Friday, January 10, 2014

The Worst Films of 2013

As I've stated many times, I do not go out to see every movie ever made. I go out to see the movie that I feel will be the best thing available in a given week. Sometimes I guess wrong, and witness some sort of apocalyptic disaster, but the most obvious bombs, the ones that every trailer indicated were going to suck on ice, go unwatched. RIPD, The Lone Ranger, After Earth, these are films that may well have been worse than everything I saw this year, but I will never know. What I do know is that while last year, the worst films of the year were apocalyptic disasters, leaving me staggering from the theater in a daze, this year they were a much more conventional group. Blockbusters with stupid writing, B-movies that went too far (or not far enough), the sorts of movies I saw because there was nothing else out that week, or because I felt like taking a chance. This didn't make them any easier to sit through, but it did, at least, make me appreciate the glories of Oscar Season much more.

10: White House Down: I can’t be mad at this earnestly-meant action flick, replete as it is with some of the most absurd action sequences I’ve seen in years, but accepting a film for what it is does not magically transmute schlock into quality. White House Down was a manifestly stupid film, complete with paper-thin politics, imbecilic, motivation-free villains, terrible flag-waving uberpatriotism, and absurdly-stupid “movie” science. I’ve defended Rolland Emerich’s congenital lack of taste in the past, but even I have limits to what I can tolerate, and White House Down exceeds these tolerances with gusto.

9: The Incredible Burt Wonderstone: I want to know who it was that thought Taladega Nights, The Legend of Ricky Bobby, was such a cinematic masterpiece that it deserved a point-by-point remake in the form of this lame, hyperformulaic “comedy”. Jim Carey’s David Blaine-inspired street magician performance is not enough to salvage this brain-dead Steve Carrel “asshole-learns-the-meaning-of-friendship” vehicle, a movie which doesn’t even have the originality to pull that simple story off properly. Burt Wonderstone is one of those movies that doesn’t even have the decency to be bad enough to get properly angry with, and now that I’ve summed it up in this recap, I confidently expect to never speak of, hear of, or even recollect its existence again.

8: The Wolverine: The best thing I can say about this movie is that it wasn't its predecessor, and boy is that a low bar. The Wolverine was a tired film, lacking the spark of originality that all of the good comic book movies have. It throws many characters at us, none of whom are developed with any skill, nor even given coherent motives. Lacking even a memorable villain, this movie opted instead to pull giant robots out of its ass for the obligatory paint-by-numbers final action scene, one which presents no threat to the hero and offers no chance for character growth. The best thing in this movie was the post-credits trailer, and the more I think about it, the more I'm convinced the entire rest of the film was put together as an afterthought around that thirty-second ad.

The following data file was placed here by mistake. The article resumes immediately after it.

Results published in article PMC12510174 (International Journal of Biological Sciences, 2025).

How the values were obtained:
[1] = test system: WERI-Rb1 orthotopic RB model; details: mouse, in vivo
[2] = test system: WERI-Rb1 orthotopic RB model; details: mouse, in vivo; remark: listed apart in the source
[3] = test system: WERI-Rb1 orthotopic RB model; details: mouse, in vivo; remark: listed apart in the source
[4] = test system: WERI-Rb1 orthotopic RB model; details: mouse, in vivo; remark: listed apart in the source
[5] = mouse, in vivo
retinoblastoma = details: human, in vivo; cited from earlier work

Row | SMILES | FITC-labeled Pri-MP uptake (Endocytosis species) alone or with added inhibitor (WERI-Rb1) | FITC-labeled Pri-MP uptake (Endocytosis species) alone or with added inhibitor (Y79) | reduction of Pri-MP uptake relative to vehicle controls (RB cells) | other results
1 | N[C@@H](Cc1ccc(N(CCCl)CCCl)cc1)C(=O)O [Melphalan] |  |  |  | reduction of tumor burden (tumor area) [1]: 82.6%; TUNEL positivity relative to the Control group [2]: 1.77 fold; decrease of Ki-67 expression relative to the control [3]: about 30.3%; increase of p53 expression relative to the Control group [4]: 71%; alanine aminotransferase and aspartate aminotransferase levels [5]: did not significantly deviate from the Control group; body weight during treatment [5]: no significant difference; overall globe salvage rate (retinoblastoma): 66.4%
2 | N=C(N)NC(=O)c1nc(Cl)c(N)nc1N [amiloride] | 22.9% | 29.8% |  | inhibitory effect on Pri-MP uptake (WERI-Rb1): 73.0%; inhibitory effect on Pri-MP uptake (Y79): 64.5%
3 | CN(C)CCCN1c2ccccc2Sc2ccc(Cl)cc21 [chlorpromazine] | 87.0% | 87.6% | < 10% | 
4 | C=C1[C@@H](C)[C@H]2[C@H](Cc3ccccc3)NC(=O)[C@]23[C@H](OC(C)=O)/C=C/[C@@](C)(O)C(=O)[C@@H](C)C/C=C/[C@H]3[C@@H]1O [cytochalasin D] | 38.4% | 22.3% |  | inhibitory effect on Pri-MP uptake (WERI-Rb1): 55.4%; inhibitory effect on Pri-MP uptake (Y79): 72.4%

7: Pacific Rim: And speaking of giant robots, we have Pacific Rim, a brainless, soulless summer blockbuster cowering in the shadow of flawed-but-fun contemporaries like Iron Man 3 or Man of Steel. Idris Elba can do no wrong, and the opening to the film does rock, but when the movie can't make a battle between a skyscraper-sized robot and Godzilla even slightly interesting, what kind of praise can I be expected to give it? This was a film designed from the get-go as a vehicle for awesome action, and yet someone seems to have forgotten to deploy any, instead belaboring the film with terrible, annoying characters, a plot so stupid as to defy commentary, and a poverty of imagination that is simply criminal in an enterprise like this one. The only explanation I have is that Guillermo Del Toro got lost in the awesomeness of the concept he was putting together, and forgot the execution. Or perhaps cocaine.

6: The Grandmaster: I've seen bad kung fu movies, but not bad kung fu movies that were bad because they forgot to include the kung fu. I did not think it possible to make a film worse than the last entries in the Ip Man series, but boy were these filmmakers up to the task. I don't mind characters who are secure enough to refrain from ludicrous show-off poses every ten seconds, but this film goes waaaaaay too far in the other direction, presenting us with a version of Ip Man so self-satisfied that he barely seems to take an interest in the slow, agonizing death of his wife and children. Though it takes place amidst the most dramatic events in the history of China, events that the real Ip Man was deeply involved in, the film seems to think that we're more interested in seeing him and his would-be lover staring wistfully at the snows of winter, mediating for twenty minutes at a time on the transitory nature of life. Although in fairness, that's the same thing I started doing while watching it.